(At Least Once in 3 Months)

 

In Teamweek, we’re enjoying the freedom and opportunities what a team of 10 has to offer. The flexibility and the fast pace, the cross-functional collaboration and the tight feeling of loving towards the same goal. We have a habit of taking over each-other’s work and pitching in where necessary.

And as we only have one customer support employee, we’ve all had our fair share of support hours put in. You might think it’s tedious. Well, in a way it is. But it’s also extremely useful and in fact, I plan on keeping it up even when our team grows. And so should you, especially if you’re working in UX, design research or onboarding.

Get to Know Your Tool

While working on a narrow segment of the tool, be it onboarding, marketing or making the dragging performance the best there is, it’s always hard to take your eye off the ball and see the bigger picture. How has the tool changed in recent months. How have the changes been received. Doing customer support might deliver the reality check every product team needs every once in awhile.

Sometimes, especially if you’re working in marketing or other segments not directly linked to the product development, you might not even know the latest updates. And there’s no better way of getting up-to-date than taking a few hours to talk to customers and give them advice on how they can get the greatest value out of your product.

Give Support a Voice

There’s a lot of talk recently about giving your support people a voice behind the product development table. And with good reason: no one knows the tool better than the people working in close connection with your customers. They know exactly what works and what doesn’t, what confuses your customers and what makes them happy.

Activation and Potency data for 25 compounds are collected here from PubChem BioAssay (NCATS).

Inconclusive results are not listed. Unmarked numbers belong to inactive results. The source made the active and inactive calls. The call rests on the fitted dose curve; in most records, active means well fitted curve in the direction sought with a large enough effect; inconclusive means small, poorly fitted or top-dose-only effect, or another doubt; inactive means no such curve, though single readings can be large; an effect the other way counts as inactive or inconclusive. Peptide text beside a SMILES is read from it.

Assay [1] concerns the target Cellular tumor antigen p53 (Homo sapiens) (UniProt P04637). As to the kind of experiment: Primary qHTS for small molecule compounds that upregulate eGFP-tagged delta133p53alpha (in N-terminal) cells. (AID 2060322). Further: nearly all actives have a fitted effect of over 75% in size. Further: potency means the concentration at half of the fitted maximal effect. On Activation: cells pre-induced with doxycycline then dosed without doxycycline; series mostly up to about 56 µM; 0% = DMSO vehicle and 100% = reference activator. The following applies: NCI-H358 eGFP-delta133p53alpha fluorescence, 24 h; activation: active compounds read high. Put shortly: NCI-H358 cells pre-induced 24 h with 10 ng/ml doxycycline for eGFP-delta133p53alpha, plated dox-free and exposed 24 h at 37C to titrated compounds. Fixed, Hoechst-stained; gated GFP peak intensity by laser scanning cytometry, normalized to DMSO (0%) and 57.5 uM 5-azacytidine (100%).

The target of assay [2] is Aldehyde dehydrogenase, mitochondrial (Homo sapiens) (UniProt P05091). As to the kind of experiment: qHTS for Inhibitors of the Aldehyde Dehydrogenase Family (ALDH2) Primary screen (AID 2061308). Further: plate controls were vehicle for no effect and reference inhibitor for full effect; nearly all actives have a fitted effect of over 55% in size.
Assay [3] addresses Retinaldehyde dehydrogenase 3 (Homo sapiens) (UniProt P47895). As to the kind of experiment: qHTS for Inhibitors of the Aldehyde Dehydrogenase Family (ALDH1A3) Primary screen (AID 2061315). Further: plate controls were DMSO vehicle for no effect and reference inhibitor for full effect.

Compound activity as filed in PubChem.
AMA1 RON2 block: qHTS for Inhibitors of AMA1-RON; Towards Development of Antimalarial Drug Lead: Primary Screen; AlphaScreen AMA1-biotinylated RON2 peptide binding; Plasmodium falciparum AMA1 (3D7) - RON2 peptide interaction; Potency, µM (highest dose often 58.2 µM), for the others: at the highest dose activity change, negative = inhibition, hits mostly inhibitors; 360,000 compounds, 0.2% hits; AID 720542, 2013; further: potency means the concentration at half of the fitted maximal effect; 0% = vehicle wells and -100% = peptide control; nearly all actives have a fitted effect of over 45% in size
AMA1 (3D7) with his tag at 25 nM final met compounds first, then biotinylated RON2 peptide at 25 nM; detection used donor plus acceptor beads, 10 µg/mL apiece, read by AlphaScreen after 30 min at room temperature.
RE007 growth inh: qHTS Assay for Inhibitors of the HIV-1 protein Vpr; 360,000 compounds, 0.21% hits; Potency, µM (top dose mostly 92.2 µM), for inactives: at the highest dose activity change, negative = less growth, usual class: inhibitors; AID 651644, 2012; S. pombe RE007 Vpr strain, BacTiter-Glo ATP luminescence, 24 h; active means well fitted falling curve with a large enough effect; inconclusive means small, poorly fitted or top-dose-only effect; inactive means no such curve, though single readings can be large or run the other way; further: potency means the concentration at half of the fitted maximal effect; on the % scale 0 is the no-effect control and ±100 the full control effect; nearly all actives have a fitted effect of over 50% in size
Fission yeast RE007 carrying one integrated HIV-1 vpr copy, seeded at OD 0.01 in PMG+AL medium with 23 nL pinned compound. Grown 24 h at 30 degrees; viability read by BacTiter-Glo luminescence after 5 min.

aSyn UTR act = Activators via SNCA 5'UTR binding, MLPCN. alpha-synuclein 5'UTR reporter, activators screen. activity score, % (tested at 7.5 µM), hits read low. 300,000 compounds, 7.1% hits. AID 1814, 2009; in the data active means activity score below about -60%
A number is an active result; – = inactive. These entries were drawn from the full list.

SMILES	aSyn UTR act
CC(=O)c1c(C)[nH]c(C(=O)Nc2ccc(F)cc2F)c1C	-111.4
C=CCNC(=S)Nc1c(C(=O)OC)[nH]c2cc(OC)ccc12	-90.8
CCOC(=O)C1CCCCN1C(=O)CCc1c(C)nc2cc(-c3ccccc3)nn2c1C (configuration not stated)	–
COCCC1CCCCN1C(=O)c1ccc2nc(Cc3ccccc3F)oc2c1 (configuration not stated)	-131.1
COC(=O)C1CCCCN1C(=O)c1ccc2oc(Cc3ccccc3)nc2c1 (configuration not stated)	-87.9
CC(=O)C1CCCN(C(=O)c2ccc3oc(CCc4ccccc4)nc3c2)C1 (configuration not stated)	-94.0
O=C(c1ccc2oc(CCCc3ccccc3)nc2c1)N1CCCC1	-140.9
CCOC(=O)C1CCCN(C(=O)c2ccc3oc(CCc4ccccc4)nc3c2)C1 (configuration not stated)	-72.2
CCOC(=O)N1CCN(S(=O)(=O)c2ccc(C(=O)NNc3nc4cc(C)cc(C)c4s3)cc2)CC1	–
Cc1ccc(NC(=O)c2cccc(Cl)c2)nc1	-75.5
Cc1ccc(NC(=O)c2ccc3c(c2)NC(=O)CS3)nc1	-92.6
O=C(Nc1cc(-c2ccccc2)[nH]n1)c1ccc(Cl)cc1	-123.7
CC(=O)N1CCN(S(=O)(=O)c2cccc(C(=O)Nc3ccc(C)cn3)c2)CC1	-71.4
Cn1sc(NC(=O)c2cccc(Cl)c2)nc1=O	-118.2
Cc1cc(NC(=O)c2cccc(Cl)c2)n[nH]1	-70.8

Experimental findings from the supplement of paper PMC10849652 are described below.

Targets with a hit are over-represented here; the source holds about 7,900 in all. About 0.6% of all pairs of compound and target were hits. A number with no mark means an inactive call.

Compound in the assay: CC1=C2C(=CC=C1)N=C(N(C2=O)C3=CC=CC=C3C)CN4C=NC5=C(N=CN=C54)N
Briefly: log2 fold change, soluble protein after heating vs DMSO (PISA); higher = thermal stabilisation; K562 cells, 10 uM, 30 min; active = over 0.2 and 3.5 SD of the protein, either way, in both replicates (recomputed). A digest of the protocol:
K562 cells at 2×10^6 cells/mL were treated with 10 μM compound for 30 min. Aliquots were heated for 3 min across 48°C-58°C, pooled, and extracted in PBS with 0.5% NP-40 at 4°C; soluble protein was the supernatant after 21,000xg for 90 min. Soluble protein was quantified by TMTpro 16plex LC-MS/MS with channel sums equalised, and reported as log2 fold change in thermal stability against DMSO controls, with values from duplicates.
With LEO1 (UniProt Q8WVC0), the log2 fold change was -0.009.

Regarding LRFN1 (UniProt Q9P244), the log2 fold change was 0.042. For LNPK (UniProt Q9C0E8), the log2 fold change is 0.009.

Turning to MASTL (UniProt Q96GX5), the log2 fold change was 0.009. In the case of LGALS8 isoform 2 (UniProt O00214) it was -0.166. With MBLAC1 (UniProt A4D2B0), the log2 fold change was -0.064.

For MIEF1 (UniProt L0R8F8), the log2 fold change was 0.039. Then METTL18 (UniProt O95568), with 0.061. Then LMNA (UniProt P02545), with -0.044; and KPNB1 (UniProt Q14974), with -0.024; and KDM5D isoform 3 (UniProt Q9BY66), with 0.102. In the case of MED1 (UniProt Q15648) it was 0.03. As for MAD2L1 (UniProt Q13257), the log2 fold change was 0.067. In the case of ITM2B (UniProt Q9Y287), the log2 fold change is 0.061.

But there’s more you can do. You can confirm your support people’s insights. And that’s why you need to take the time to put in a few hours yourself. Not to just react to a few simpler feature requests with a thank you, but make issues for bugs, take the chance to talk to your team about recurring problems and make a few issues on some new ones you might find.

This will also give you a sense of urgency.

Get Customer Insight

Thinking about your end-users as a flock of sheep is easy when you distance yourself from them. A few hours of support duty will make all the difference in understanding that they’re real life people with real needs.

You’ll also figure out that your tool is just a means to an end. They’re trying to accomplish something, and they don’t really care what tool they’re using, as long as it gets the job done. What that job is, however, can’t be figured out without communicating with your users and seeing them in action.

That can give you every kind of information. Use this opportunity to map the key areas where your users need help and offer it to them in a manner that’s the most beneficial.

Understand the Importance of Onboarding

The right kind of onboarding that helps people to get the greatest possible value out of your tool should minimise the confusion. Therefore, questions like “How does this work?” shouldn’t take up much of your time.

If that isn’t the case, however, you need to work on that. Small churn and conversion to paying user is a bleed that needs to be addressed as soon as possible. And there’s no better way to start than through support – understanding your users’ pain points and struggles while mastering your tool.

Understand the Need for Right Phrasing

The mere fact that you’re offering tooltips and explanations where needed isn’t often enough. The wordings need to be optimised and placed in front of the audience for testing. And the slightest indication that they haven’t been understood should take you back to the drawing board.

Get Out of Your Bubble

It’s super easy to get stuck into your set ways. Same meetings every week, same old assignments. And that makes you numb. Taking as little as half a day can give you fresh ideas based on real-life problems users have – be it with your tool or what they’re trying to solve with it.

It can also give you a different perspective of what other people in your team are doing. And that can help foster trust and flawless communication.

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